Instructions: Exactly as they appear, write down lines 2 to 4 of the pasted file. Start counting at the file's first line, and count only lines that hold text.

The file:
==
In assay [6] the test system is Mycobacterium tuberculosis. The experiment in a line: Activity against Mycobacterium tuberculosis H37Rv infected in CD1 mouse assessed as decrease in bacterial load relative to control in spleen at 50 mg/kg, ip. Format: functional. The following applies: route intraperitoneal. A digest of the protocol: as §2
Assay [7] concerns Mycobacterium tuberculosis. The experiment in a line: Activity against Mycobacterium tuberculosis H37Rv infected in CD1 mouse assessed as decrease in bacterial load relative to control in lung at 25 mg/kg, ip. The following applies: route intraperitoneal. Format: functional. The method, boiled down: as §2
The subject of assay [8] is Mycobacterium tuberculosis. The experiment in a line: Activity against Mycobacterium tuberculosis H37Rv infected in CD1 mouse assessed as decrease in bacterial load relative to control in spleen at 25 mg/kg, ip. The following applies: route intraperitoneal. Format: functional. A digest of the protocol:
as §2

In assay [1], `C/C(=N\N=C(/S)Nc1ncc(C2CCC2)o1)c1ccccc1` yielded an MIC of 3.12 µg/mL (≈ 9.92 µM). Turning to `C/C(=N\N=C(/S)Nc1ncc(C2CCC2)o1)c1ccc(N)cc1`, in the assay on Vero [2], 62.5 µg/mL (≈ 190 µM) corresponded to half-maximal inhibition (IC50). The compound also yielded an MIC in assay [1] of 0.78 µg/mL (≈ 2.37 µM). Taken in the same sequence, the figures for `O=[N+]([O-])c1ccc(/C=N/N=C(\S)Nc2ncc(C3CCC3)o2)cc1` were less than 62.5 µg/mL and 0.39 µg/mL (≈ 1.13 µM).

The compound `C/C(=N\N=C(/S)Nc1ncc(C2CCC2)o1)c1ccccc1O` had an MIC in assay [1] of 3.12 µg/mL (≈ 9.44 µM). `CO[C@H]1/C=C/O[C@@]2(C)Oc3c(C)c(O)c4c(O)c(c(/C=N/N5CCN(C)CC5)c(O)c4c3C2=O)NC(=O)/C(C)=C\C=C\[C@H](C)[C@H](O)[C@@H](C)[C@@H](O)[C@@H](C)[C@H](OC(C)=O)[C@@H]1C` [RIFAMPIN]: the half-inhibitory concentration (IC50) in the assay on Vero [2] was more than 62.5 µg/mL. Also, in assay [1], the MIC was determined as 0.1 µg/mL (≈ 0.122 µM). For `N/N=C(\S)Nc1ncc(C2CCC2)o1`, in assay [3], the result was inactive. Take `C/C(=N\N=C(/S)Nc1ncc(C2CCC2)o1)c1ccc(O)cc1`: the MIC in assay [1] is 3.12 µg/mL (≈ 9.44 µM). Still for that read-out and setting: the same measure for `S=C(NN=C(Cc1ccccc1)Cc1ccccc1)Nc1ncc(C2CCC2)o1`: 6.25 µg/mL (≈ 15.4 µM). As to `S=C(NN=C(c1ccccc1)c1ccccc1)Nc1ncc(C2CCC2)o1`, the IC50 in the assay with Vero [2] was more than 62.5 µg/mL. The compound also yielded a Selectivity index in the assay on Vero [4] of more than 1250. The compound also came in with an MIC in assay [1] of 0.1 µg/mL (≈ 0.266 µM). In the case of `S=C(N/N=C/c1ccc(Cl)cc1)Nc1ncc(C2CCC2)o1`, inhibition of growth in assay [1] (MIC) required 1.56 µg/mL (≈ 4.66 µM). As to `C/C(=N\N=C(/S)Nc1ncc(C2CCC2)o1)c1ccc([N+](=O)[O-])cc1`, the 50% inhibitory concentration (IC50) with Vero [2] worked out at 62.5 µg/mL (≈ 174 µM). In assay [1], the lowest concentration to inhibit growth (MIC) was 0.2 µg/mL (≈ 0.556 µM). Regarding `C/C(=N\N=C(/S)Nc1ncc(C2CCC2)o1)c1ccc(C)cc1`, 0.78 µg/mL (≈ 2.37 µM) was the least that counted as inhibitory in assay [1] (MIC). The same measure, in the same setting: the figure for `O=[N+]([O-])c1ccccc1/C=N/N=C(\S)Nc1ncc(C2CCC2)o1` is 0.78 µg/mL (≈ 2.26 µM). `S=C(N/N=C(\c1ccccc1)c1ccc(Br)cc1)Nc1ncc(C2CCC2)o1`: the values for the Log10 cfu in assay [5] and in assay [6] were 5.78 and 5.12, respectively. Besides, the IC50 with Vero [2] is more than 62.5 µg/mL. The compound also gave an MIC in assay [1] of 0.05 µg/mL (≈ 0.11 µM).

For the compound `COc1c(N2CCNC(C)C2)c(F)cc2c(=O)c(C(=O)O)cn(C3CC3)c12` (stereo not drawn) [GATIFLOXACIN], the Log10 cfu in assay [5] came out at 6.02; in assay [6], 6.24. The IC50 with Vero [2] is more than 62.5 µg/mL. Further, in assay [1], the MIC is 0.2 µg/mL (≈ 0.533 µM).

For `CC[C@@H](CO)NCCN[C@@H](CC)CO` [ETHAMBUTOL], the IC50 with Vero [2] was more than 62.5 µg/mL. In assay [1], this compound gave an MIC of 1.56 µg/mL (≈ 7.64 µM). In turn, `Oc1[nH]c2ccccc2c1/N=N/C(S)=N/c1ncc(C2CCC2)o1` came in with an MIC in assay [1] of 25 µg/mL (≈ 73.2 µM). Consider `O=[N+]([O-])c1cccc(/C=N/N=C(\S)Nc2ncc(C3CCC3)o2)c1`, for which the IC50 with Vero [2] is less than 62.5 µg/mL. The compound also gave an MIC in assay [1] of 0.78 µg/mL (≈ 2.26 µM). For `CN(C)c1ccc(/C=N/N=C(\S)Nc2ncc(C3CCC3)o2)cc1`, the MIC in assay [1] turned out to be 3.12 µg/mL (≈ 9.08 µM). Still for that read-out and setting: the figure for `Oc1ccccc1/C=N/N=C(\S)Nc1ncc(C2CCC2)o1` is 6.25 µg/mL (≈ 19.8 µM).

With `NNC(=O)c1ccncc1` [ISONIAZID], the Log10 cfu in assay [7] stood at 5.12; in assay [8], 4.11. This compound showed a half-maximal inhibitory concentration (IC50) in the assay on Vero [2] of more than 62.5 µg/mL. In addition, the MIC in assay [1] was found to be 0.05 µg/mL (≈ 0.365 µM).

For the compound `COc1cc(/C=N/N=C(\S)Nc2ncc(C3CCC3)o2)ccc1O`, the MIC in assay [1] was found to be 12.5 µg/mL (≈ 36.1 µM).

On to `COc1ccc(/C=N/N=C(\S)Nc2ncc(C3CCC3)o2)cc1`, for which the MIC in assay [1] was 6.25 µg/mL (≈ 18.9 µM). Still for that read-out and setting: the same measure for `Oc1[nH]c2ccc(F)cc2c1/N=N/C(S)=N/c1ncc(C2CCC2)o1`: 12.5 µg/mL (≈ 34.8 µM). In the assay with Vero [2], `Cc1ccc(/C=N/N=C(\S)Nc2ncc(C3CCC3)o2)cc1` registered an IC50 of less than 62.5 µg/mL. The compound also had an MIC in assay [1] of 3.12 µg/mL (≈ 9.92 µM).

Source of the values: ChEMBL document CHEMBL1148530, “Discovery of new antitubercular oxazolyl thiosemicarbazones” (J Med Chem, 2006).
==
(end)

Assay [7] concerns Mycobacterium tuberculosis. The experiment in a line: Activity against Mycobacterium tuberculosis H37Rv infected in CD1 mouse assessed as decrease in bacterial load relative to control in lung at 25 mg/kg, ip. The following applies: route intraperitoneal. Format: functional. The method, boiled down: as §2
The subject of assay [8] is Mycobacterium tuberculosis. The experiment in a line: Activity against Mycobacterium tuberculosis H37Rv infected in CD1 mouse assessed as decrease in bacterial load relative to control in spleen at 25 mg/kg, ip. The following applies: route intraperitoneal. Format: functional. A digest of the protocol:
as §2